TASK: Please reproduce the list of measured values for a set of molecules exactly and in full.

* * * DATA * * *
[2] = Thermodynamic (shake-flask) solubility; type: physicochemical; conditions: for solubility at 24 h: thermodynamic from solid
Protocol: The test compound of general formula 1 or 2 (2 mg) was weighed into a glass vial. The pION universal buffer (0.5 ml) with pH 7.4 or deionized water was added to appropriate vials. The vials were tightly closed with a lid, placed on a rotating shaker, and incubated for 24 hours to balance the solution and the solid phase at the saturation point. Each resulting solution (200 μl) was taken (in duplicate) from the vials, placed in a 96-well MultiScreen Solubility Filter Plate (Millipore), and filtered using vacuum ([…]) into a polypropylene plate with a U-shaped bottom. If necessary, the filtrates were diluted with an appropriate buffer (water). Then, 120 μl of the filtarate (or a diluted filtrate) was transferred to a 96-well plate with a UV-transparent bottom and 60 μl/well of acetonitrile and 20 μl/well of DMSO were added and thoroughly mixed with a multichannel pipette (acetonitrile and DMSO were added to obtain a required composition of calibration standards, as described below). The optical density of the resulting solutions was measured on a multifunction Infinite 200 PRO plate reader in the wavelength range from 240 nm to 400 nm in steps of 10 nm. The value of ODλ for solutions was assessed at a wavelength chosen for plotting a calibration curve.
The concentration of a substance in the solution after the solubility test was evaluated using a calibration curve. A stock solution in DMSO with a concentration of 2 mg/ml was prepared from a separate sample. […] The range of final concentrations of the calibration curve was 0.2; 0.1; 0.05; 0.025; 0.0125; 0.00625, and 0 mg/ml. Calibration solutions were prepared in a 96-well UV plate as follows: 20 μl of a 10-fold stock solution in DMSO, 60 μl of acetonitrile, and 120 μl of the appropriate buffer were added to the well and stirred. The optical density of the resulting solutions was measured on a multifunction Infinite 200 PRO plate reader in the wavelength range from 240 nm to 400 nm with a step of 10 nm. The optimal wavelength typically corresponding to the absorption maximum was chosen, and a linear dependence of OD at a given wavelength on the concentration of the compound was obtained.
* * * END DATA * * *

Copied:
[2] = Thermodynamic (shake-flask) solubility; type: physicochemical; conditions: for solubility at 24 h: thermodynamic from solid
Protocol: The test compound of general formula 1 or 2 (2 mg) was weighed into a glass vial. The pION universal buffer (0.5 ml) with pH 7.4 or deionized water was added to appropriate vials. The vials were tightly closed with a lid, placed on a rotating shaker, and incubated for 24 hours to balance the solution and the solid phase at the saturation point. Each resulting solution (200 μl) was taken (in duplicate) from the vials, placed in a 96-well MultiScreen Solubility Filter Plate (Millipore), and filtered using vacuum ([…]) into a polypropylene plate with a U-shaped bottom. If necessary, the filtrates were diluted with an appropriate buffer (water). Then, 120 μl of the filtarate (or a diluted filtrate) was transferred to a 96-well plate with a UV-transparent bottom and 60 μl/well of acetonitrile and 20 μl/well of DMSO were added and thoroughly mixed with a multichannel pipette (acetonitrile and DMSO were added to obtain a required composition of calibration standards, as described below). The optical density of the resulting solutions was measured on a multifunction Infinite 200 PRO plate reader in the wavelength range from 240 nm to 400 nm in steps of 10 nm. The value of ODλ for solutions was assessed at a wavelength chosen for plotting a calibration curve.
The concentration of a substance in the solution after the solubility test was evaluated using a calibration curve. A stock solution in DMSO with a concentration of 2 mg/ml was prepared from a separate sample. […] The range of final concentrations of the calibration curve was 0.2; 0.1; 0.05; 0.025; 0.0125; 0.00625, and 0 mg/ml. Calibration solutions were prepared in a 96-well UV plate as follows: 20 μl of a 10-fold stock solution in DMSO, 60 μl of acetonitrile, and 120 μl of the appropriate buffer were added to the well and stirred. The optical density of the resulting solutions was measured on a multifunction Infinite 200 PRO plate reader in the wavelength range from 240 nm to 400 nm with a step of 10 nm. The optimal wavelength typically corresponding to the absorption maximum was chosen, and a linear dependence of OD at a given wavelength on the concentration of the compound was obtained.